Related Post: Dictionaries – Access all the days in one place!


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Note: If this, or any other post on Funschooling and Recreational Learning, has inspired you in a positive way, or you have featured it in a blog post, please comment and link back to where it can be found! Thank you!

Dictionaries – Day #2 Alphabetize Your Family Members


Whether you have a lot of family members or just a few, today, you are encouraged to alphabetize in one or more of these fun ways.


  • Write down the name of your family members on a piece of lined paper, then alphabetize them on another piece of paper or the other half of the page you started with. Don’t forget grandparents, aunts, uncles, and pets!
  • Write your name or someone else’s name on lined paper, one letter per line, down one side of the page. Use capital letters.
  • Next come up with a word for each letter of the name you’ve chosen. Then alphabetize all the words. If your word has two or more letters that are the same, be sure to alphabetize those words correctly too.
How to Alphabetize:

https://www.thoughtco.com/how-to-alphabetize-1856896

🐞 If you have a little one, run through the alphabet with them so they can learn how to alphabetize. Sing an ABC song, read an ABC book, make a game out of the ABC’s, or play the Active Alphabet.


Related Post: Dictionaries – Access all the days in one place!

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Note: If this, or any other post on Funschooling and Recreational Learning, has inspired you in a positive way, or you have featured it in a blog post, please comment and link back to where it can be found! Thank you!

The Poe Project

I’m pleased to announce a brand new publication is available in my Etsy store, Funschooling Press, called The Poe Project‘.

The Poe Project is a 16 page Research Project and Activity based publication, written and developed by Fran Wisniewski.


This publication offers some interesting facts about Poe, more than 10 questions to start you on your learning journey, ideas to help spark your curiosity and help you express your creativity, and fun and inspiring family-friendly activities that include: A word find and cryptograms. The Poe Project offers printer-friendly templates, activities, and a coloring page.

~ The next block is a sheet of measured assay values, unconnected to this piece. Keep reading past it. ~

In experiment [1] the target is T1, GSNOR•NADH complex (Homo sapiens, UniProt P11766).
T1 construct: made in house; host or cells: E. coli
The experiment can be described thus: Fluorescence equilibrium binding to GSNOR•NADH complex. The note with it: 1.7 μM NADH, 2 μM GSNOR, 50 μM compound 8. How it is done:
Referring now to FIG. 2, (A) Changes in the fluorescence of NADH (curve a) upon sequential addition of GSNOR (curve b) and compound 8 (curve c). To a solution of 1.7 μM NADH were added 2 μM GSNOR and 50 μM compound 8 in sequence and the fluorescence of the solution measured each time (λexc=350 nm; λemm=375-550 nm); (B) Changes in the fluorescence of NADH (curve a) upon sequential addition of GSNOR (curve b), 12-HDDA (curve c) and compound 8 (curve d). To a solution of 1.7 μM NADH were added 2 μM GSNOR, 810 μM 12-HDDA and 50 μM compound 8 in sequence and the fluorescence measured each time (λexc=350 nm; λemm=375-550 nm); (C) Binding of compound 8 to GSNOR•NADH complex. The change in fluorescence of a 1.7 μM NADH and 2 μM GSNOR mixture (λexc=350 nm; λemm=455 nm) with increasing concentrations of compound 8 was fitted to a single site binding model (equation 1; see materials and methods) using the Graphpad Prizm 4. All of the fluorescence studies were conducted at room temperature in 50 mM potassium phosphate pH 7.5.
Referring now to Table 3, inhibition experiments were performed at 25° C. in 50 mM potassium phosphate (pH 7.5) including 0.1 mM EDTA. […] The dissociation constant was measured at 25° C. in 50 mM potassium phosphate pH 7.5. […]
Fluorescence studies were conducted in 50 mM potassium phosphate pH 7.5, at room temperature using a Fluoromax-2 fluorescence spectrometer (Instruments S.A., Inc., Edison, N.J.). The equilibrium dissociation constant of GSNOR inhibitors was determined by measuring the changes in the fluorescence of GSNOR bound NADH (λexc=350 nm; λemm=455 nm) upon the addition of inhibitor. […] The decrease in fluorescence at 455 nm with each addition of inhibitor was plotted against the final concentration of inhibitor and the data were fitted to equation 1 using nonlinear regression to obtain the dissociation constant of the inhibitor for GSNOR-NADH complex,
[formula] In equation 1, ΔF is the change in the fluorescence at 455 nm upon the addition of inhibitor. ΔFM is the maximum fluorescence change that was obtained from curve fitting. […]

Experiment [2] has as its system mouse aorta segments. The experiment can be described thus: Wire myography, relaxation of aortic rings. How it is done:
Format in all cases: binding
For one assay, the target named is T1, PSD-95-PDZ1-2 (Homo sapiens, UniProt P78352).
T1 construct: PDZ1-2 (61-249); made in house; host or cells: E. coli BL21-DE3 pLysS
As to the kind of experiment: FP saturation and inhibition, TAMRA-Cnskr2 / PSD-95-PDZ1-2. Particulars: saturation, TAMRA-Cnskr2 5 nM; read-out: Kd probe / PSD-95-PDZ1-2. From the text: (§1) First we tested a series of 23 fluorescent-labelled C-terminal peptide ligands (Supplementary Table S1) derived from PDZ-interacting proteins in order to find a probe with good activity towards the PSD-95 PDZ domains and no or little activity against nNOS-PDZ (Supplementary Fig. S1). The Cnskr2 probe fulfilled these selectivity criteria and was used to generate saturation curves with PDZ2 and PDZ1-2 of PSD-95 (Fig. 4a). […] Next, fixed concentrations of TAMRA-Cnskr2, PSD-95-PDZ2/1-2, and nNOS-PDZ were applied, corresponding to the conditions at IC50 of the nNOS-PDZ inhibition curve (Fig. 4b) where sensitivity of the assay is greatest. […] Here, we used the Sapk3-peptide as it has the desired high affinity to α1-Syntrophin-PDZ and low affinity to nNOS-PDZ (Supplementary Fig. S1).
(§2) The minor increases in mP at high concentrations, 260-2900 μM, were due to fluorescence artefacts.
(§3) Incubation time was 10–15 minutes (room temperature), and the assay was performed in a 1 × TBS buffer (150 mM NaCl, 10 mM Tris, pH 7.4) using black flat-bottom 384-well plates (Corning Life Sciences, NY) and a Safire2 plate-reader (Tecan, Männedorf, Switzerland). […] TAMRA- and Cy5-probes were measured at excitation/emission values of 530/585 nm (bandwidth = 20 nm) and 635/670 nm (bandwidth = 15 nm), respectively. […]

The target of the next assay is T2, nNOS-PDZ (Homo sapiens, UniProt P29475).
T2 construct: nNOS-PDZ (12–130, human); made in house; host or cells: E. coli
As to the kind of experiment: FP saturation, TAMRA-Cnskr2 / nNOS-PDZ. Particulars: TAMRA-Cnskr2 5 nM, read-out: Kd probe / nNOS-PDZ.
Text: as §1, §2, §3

The Poe Project is great for families who enjoy learning and playing together, self-directed learners, and anyone looking for activities related to learning about Edgar Allan Poe, one of the most famous classic authors in history, in a fun and informal way.


This one-of-a-kind publication contains: 

  • Facts about Poe’s life and accomplishments.
  • Leading questions to help get the learning process going. 
  • Poe inspired writing pages: One blank and one lined.
  • A word find and answer page.
  • Tips and suggestions for creating your own personalized Poe study. 
  • A printable information page to help you collect your thoughts.
  • Secret messages you can solve with a code I created for you.
  • A printable page of grids so you can design your own secret codes.
  • A printer-friendly page so you can create your own secret messages.
  • And a Poe coloring Page.
Plus, you have access to a time-saving resource page that’ll help get you started as soon as possible. 

Once you purchase your instant download, you’ll be able to begin your personal learning adventure.

I hope you’ll take the time to check out The Poe Project and get your copy today for $10!

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Louis Braille

Louis Braille

WikipediaLouis Braille – History of Louis Braille and information about the braille system.

AFB: Braille BugWhat is braille?, information about Louis Braille and Helen Keller. Games – Name game, Braille Jumble, riddles and rhymes, and more.

PBS Kids: You’ve Got Braille! – 
Braille translator. Write your own message and have it translated into braille.

Omniglot: Writing Braille – Braille alphabet and number charts.

Suggested Activities

Put dots of glue, or old nail polish, on index cards to make each letter of the braille alphabet. Once dry, put letters together to form words and read them with your fingers.

Use puff paint to make raised letters, shapes, and numbers.